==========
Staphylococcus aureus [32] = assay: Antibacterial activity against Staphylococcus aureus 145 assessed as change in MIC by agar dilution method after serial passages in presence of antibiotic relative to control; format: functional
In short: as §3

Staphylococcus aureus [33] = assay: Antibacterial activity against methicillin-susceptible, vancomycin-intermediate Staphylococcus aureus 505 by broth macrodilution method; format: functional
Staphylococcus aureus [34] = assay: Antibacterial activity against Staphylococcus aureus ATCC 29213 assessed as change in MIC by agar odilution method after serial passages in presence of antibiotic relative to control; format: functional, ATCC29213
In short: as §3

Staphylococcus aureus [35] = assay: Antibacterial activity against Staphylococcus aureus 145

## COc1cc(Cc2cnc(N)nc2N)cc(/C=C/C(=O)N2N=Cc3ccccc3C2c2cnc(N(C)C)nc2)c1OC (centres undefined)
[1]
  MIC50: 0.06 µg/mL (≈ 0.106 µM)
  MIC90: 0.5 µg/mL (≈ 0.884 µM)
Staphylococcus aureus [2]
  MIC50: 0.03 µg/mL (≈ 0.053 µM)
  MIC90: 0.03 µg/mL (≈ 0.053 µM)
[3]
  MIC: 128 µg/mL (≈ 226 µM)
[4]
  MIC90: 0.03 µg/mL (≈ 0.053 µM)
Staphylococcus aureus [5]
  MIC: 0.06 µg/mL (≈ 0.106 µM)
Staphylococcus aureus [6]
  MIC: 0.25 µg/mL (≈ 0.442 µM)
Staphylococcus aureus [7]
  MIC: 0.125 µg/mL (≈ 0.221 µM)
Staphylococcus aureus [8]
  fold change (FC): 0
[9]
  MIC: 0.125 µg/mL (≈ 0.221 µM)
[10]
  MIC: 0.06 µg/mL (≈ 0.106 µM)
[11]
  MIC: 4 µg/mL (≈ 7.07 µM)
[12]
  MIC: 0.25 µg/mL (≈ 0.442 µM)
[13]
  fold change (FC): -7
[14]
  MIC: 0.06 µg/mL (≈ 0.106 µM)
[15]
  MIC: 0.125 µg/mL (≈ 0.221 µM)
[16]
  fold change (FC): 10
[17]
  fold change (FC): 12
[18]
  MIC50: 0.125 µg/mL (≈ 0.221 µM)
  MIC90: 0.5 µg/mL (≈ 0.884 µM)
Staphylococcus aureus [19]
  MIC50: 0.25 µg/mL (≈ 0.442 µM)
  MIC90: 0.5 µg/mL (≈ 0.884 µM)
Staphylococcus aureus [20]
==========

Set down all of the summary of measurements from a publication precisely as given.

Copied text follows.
Staphylococcus aureus [32] = assay: Antibacterial activity against Staphylococcus aureus 145 assessed as change in MIC by agar dilution method after serial passages in presence of antibiotic relative to control; format: functional
In short: as §3

Staphylococcus aureus [33] = assay: Antibacterial activity against methicillin-susceptible, vancomycin-intermediate Staphylococcus aureus 505 by broth macrodilution method; format: functional
Staphylococcus aureus [34] = assay: Antibacterial activity against Staphylococcus aureus ATCC 29213 assessed as change in MIC by agar odilution method after serial passages in presence of antibiotic relative to control; format: functional, ATCC29213
In short: as §3

Staphylococcus aureus [35] = assay: Antibacterial activity against Staphylococcus aureus 145

## COc1cc(Cc2cnc(N)nc2N)cc(/C=C/C(=O)N2N=Cc3ccccc3C2c2cnc(N(C)C)nc2)c1OC (centres undefined)
[1]
  MIC50: 0.06 µg/mL (≈ 0.106 µM)
  MIC90: 0.5 µg/mL (≈ 0.884 µM)
Staphylococcus aureus [2]
  MIC50: 0.03 µg/mL (≈ 0.053 µM)
  MIC90: 0.03 µg/mL (≈ 0.053 µM)
[3]
  MIC: 128 µg/mL (≈ 226 µM)
[4]
  MIC90: 0.03 µg/mL (≈ 0.053 µM)
Staphylococcus aureus [5]
  MIC: 0.06 µg/mL (≈ 0.106 µM)
Staphylococcus aureus [6]
  MIC: 0.25 µg/mL (≈ 0.442 µM)
Staphylococcus aureus [7]
  MIC: 0.125 µg/mL (≈ 0.221 µM)
Staphylococcus aureus [8]
  fold change (FC): 0
[9]
  MIC: 0.125 µg/mL (≈ 0.221 µM)
[10]
  MIC: 0.06 µg/mL (≈ 0.106 µM)
[11]
  MIC: 4 µg/mL (≈ 7.07 µM)
[12]
  MIC: 0.25 µg/mL (≈ 0.442 µM)
[13]
  fold change (FC): -7
[14]
  MIC: 0.06 µg/mL (≈ 0.106 µM)
[15]
  MIC: 0.125 µg/mL (≈ 0.221 µM)
[16]
  fold change (FC): 10
[17]
  fold change (FC): 12
[18]
  MIC50: 0.125 µg/mL (≈ 0.221 µM)
  MIC90: 0.5 µg/mL (≈ 0.884 µM)
Staphylococcus aureus [19]
  MIC50: 0.25 µg/mL (≈ 0.442 µM)
  MIC90: 0.5 µg/mL (≈ 0.884 µM)
Staphylococcus aureus [20]